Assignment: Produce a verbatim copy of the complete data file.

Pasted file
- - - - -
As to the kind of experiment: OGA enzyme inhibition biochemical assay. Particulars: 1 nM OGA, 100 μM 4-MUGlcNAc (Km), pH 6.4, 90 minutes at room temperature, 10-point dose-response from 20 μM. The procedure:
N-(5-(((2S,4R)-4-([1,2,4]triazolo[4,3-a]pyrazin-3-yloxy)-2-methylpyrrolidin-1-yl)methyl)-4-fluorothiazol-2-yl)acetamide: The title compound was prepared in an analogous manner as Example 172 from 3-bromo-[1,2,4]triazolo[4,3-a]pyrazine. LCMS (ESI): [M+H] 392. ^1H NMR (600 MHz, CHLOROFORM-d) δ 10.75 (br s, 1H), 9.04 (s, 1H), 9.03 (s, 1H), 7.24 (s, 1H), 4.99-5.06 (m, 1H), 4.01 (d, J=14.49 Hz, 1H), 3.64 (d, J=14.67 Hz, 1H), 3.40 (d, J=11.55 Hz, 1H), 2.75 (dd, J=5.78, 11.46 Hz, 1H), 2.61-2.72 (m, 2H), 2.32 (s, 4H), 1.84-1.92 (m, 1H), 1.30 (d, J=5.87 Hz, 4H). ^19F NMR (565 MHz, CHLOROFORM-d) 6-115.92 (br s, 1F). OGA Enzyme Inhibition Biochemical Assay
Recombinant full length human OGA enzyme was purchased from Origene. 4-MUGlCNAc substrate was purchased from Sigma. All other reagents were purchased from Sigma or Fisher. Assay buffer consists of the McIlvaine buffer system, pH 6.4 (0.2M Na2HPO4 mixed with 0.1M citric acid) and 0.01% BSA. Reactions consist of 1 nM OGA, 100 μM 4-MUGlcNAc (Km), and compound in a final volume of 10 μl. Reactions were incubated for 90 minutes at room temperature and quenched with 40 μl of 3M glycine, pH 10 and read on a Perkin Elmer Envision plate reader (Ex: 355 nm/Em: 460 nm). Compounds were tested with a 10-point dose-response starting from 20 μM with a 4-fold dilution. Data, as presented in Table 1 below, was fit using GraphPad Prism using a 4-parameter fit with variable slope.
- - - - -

As to the kind of experiment: OGA enzyme inhibition biochemical assay. Particulars: 1 nM OGA, 100 μM 4-MUGlcNAc (Km), pH 6.4, 90 minutes at room temperature, 10-point dose-response from 20 μM. The procedure:
N-(5-(((2S,4R)-4-([1,2,4]triazolo[4,3-a]pyrazin-3-yloxy)-2-methylpyrrolidin-1-yl)methyl)-4-fluorothiazol-2-yl)acetamide: The title compound was prepared in an analogous manner as Example 172 from 3-bromo-[1,2,4]triazolo[4,3-a]pyrazine. LCMS (ESI): [M+H] 392. ^1H NMR (600 MHz, CHLOROFORM-d) δ 10.75 (br s, 1H), 9.04 (s, 1H), 9.03 (s, 1H), 7.24 (s, 1H), 4.99-5.06 (m, 1H), 4.01 (d, J=14.49 Hz, 1H), 3.64 (d, J=14.67 Hz, 1H), 3.40 (d, J=11.55 Hz, 1H), 2.75 (dd, J=5.78, 11.46 Hz, 1H), 2.61-2.72 (m, 2H), 2.32 (s, 4H), 1.84-1.92 (m, 1H), 1.30 (d, J=5.87 Hz, 4H). ^19F NMR (565 MHz, CHLOROFORM-d) 6-115.92 (br s, 1F). OGA Enzyme Inhibition Biochemical Assay
Recombinant full length human OGA enzyme was purchased from Origene. 4-MUGlCNAc substrate was purchased from Sigma. All other reagents were purchased from Sigma or Fisher. Assay buffer consists of the McIlvaine buffer system, pH 6.4 (0.2M Na2HPO4 mixed with 0.1M citric acid) and 0.01% BSA. Reactions consist of 1 nM OGA, 100 μM 4-MUGlcNAc (Km), and compound in a final volume of 10 μl. Reactions were incubated for 90 minutes at room temperature and quenched with 40 μl of 3M glycine, pH 10 and read on a Perkin Elmer Envision plate reader (Ex: 355 nm/Em: 460 nm). Compounds were tested with a 10-point dose-response starting from 20 μM with a 4-fold dilution. Data, as presented in Table 1 below, was fit using GraphPad Prism using a 4-parameter fit with variable slope.